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Phyloepidemiology study of Chronic Hepatitis B
Virus Infection using Next-Generation Sequencing in Saudi Arabia.

 

Understanding the viral diversity of Hepatitis B virus using
Whole genome sequencing and development of antiviral efficacy in vitro model.

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As
stated above, vaccination with HBsAg has been efficacious in the pre-exposure
setting; however, occult infections began to be noted in the late 1980’s55,56 and the first case of a vaccine-induced
escape mutant, in a child in southern Italy, who received passive-active
post-exposure immunization, was described in 1990.57 Mutations within the S gene are known to
be responsible for occult hepatitis B infections, reactivation of hepatitis B,58,59 diagnostic assay failure58,60–63 and reinfection in HBV-infected recipients
of orthotopic liver transplantations.17,64 Occult infections create public health
concerns because asymptomatic carriers can be blood donors.65–67 These mutations are stable and can be
transmitted horizontally and vertically.56,68–71

HBV replicates to high titers in infected
individuals. Because it replicates through an RNA intermediate synthesized by
reverse transcriptase, mutant viral genomes59,72 and quasi-species71–77 are generated. This results in the
production of viral mutants during naturally occurring infections.78,79 Vaccination and the administration of HBIG
and anti-viral drugs like lumavidine exert evolutionary pressures to select
mutants.70,80

The a determinant is
located on the major hydrophilic region (MHR) of the S gene, which is between
amino acids 120 and 160. The MHR forms a two-loop structure. There are two
alternative models for this double loop structure, which involve two pairs of
cysteines forming disulfide bridges at the ends of each loop. The more
generally accepted model envisions disulfide bridging between C124 and C137 and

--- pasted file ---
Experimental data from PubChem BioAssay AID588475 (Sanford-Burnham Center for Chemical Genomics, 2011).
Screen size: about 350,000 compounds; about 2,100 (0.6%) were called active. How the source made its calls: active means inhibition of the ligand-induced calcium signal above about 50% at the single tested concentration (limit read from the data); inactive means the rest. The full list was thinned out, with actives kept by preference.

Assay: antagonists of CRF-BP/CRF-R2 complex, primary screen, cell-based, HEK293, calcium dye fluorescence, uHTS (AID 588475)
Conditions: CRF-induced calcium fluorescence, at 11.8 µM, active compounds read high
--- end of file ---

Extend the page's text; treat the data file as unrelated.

between C139 and C147.58 The alternative model is built on
disulfide bridging between C107 and C138 and between C139 and C147.63

 

Following infection, the HBV genome is transported to the
nucleus and converted to CCC DNA to yield a double stranded genome which serves
a template for transcription by the host cell RNA polymerase 11. Transcription of the template
gives rise to pre-genomic mRNA and thee sub –genomic mRNAs. The 3.5 kB pre-genomic
mRNA is produced with redundant ends and is used for translation of the core protein
and polymerase enzyme. Following transport of the pre-genomic mRNA and translation
in the cytoplasm, selective encapsidation of the RNA into the nucleocapsid ensues,
along with encapsidation of RNA polymerase. In the immature capsid, he 3.2 kb mRNA
is revers transcribed, to yield the minus strand. The RNA is degraded and the
DNA strand is replicated, producing the second, shorter DNA strand. Early in
the infection cycle, the cellular burden of viral DNA is amplified following
the transportation of mature nucleocapsid to the nucleus in order for
replication to repeat. Viral surface proteins are produced at a later stage of
the infection process, where sub genomic mRNAs are produced and translated. Nucleocapsids
containing DNA genomes then acquire their outer envelope, possibly by budding
into the endoplasmic reticulum (ER) in areas where transmembrane HBsAg are inserted.
The resulting Dane particles are then transported from the cell by normal
pathways of vesicular transport. The particles are assembled and released
without cell lysis, with no evidence of injury to host cells 

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